The US president George W Bush has made a dramatic shift in policy towards India. He has promised Indian prime minister Manmohan Singh full cooperation in developing its civilian nuclear program while dropping demands for it to join a major nuclear arms control treaty.
In a joint statement at the White House, both countries agreed that as a responsible state with advanced nuclear technology, India should acquire the same benefits and advantages as other states.
Bush has vowed to seek agreement from Congress to adjust US laws and said it would work with allies to enable full civil nuclear energy trade with India.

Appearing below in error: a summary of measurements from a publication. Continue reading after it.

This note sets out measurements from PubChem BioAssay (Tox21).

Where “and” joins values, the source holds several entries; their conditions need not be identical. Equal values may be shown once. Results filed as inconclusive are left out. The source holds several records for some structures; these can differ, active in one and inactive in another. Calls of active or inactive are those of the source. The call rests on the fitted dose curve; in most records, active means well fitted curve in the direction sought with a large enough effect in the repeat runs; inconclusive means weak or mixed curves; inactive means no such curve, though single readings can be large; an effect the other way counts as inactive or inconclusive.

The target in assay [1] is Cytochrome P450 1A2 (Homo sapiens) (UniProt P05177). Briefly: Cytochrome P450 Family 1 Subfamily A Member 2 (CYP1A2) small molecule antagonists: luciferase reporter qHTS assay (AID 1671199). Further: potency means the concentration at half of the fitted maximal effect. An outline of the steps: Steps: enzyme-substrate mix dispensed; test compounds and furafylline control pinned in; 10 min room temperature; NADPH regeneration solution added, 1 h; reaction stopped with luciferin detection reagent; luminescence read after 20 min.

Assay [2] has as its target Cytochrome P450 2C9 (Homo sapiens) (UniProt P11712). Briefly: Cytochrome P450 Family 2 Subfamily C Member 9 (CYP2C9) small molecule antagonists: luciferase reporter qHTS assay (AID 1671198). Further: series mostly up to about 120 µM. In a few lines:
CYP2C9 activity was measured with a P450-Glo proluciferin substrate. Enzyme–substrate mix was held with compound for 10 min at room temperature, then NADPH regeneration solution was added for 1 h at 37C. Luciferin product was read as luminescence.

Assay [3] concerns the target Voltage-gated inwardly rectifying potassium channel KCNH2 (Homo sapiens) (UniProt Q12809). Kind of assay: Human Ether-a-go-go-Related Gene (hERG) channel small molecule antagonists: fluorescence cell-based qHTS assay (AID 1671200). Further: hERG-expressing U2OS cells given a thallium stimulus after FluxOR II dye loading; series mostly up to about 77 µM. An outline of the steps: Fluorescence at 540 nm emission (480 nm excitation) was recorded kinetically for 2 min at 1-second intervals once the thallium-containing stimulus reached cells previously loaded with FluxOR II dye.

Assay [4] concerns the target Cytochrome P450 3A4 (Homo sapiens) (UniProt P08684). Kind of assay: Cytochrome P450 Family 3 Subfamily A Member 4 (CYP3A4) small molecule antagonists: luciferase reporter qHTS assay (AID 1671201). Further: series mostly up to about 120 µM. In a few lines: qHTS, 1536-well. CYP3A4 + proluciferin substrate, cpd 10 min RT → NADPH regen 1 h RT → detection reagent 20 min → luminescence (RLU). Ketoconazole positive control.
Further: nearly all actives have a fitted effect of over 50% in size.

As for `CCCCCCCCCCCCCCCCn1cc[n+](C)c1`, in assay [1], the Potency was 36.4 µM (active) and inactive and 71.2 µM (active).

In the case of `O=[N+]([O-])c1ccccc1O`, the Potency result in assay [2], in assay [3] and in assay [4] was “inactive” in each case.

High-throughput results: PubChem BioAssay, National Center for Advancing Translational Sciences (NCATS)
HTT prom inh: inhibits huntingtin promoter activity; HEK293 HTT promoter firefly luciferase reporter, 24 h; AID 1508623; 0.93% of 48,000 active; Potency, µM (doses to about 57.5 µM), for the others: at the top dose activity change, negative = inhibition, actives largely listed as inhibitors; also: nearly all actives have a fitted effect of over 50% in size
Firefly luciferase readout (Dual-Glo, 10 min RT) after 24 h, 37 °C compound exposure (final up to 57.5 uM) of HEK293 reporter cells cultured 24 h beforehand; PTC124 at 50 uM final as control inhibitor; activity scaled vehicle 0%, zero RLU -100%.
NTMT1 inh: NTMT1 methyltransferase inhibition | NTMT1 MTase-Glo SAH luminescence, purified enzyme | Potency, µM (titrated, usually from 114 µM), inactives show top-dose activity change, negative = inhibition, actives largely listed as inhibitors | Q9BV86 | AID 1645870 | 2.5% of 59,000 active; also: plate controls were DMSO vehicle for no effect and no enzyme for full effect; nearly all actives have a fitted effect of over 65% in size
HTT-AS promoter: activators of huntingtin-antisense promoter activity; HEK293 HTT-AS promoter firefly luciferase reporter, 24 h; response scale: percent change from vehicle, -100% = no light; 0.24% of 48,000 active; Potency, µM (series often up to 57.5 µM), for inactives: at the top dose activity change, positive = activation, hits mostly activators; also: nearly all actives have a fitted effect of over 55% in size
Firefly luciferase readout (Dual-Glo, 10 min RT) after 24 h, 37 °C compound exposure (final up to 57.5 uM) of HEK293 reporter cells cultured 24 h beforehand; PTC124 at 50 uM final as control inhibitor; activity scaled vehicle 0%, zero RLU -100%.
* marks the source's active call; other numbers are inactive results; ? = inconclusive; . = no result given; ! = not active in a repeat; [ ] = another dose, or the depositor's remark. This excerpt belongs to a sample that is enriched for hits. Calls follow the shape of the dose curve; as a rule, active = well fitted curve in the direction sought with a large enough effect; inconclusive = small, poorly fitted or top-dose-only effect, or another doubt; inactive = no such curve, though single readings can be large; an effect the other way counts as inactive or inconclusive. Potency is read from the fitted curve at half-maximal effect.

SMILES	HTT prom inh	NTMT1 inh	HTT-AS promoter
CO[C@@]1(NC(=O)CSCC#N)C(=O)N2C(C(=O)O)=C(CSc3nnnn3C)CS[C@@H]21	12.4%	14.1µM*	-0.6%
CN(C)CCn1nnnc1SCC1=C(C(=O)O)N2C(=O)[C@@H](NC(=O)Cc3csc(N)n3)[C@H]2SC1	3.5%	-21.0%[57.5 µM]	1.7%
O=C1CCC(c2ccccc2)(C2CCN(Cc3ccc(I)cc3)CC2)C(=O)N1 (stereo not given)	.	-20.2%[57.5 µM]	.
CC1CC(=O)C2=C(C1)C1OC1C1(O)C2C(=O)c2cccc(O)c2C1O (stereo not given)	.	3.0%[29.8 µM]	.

India in return has made a series of pledges, agreeing to separate civilian and nuclear programs, to uphold a moratorium on testing and to place civilian nuclear facilities under the UN watchdog.
But it remains outside the Nuclear Non-Proliferation Treaty.
Some US nuclear experts have voiced concern saying their country’s growing cooperation with India sets a bad example for Iran and North Korea.
Washington is keen to develop ties with India, the largest democracy in the world, whose technological expertise, growing market and strategic importance represent essential assets.